A piece of advice for anyone who's planning on shoving 160 US dollars inside their shoes, and on then hiking through mud and through small streams: don't do it. Today, a small misstep in a river crossing on the Salkantay hike ended up costing me much more than a pair of wet feet. Keeping money in your shoes may sound like a good idea, as a precaution against theft; but there are other ways to be robbed of money, apart from having it pulled out of your pocket.
It was a lovely morning today, on the third day of the Salkantay hike, and as far as I was concerned, everything was going well. We left last night's campsite of Challway at about 8pm, and we were headed towards the town of "La Playa" (strangely named, since it has no beach — apparently, a town on a river qualifies as a "beach town" around here), where we were to have lunch. We were more-or-less following the Rio Salkantay on our path, and as such, there were many mountain streams to be crossed along the way. Most of them presented no real problems.
Beautiful path along the Rio Salkantay.
Then, I reached a stream that was a little bigger than the ones before it. When I got there, a group of locals and their horses were fording it, and didn't seem to be having any problems. So once they'd passed, I started to cross the stream myself.
I made it about ¾ of the way by rock-hopping, and then — slip! — suddenly I found myself almost knee-deep in the water; and for the first time, I felt my highly waterproof pair of serious boots flooding with liquid. I scrambled out to the other side, and then immediately thought: "Oh #$&%, my US dollars!".
I was a bit ahead of the rest of my group, so I had some time to stop and to assess (and to mitigate) the damage. I sat down and took off my boots. I extracted the precious dollars from under the soles (in my case, the soles being orthotics). As I feared, they were completely soaked, and were already starting to stick together. Not looking good. I aired them out a bit, then I put them inside a plastic bag in my backpack, and I put my boots back on.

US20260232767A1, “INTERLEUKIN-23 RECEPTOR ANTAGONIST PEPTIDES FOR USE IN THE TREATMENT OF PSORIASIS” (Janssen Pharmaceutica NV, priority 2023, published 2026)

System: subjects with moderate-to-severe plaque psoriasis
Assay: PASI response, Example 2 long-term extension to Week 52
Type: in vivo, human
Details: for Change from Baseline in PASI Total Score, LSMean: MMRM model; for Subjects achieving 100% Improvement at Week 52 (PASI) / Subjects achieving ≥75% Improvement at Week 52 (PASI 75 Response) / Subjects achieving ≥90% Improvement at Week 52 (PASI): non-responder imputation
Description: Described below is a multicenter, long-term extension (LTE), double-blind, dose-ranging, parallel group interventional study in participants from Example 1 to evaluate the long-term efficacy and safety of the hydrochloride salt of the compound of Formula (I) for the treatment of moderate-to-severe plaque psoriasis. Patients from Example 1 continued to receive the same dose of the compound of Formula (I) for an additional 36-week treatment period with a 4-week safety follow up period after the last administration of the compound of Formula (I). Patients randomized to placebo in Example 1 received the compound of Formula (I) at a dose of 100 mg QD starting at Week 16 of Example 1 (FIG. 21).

I was just tying the final laces, when the rest of the group caught up to me.
"What happened to you?" they asked.
"I slipped in the stream, and my boots got soaked", I replied.
"Oh, didn't you see the bridge?"
At first I thought they were joking. And if it wasn't for the money, I gotta admit, I would have been laughing too. But they were quite serious: about 5m upstream, there was a wooden bridge, clear as daylight. And everyone had crossed it, safe and dry, except me!
I guess I just didn't notice the bridge, because when I got there, the locals were all crossing at the ford with their horses — presumably because the bridge required too much tricky footwork for the horses to cross it safely. But in retrospect, the bridge was pretty obvious, and for the zillionth time in my life, I'm utterly blown away by the utter lack of perception that I seem to possess at times.
Anyway, when we reached La Playa, I took the wet dollar bills out again (and took off my still-soaked shoes and socks), and gave them some time to dry. I still wasn't exactly a happy chappy, but a few beers and some snacks lightened my spirits a bit. And just by looking at the poor soggy bills, arrayed out to dry, everyone else seemed to see the lighter side of it.
160 wet US dollars, hanging out to dry. And if 1 US dollar, should fall…
Well, that's the last time I'm keeping money in my shoes. If I ever was to store money there again, I would have less of it, and I'd put it inside a waterproof zip-lock bag. US dollars also probably aren't the best currency to keep in your shoes (despite being universally accepted in South America), as they're made of paper and are really quite fragile. Now, good ol' Aussie dollars, on the other hand: I know from first-hand experience that you can put them through the wash 5 times, and they'll still be perfect quality legal tender at the end of it. If only I'd had Aussie dollars in my shoes, all would have been fine.
Now all I have to do is somehow flog off my damaged dollars to some unsuspecting shopkeeper here in Peru. :P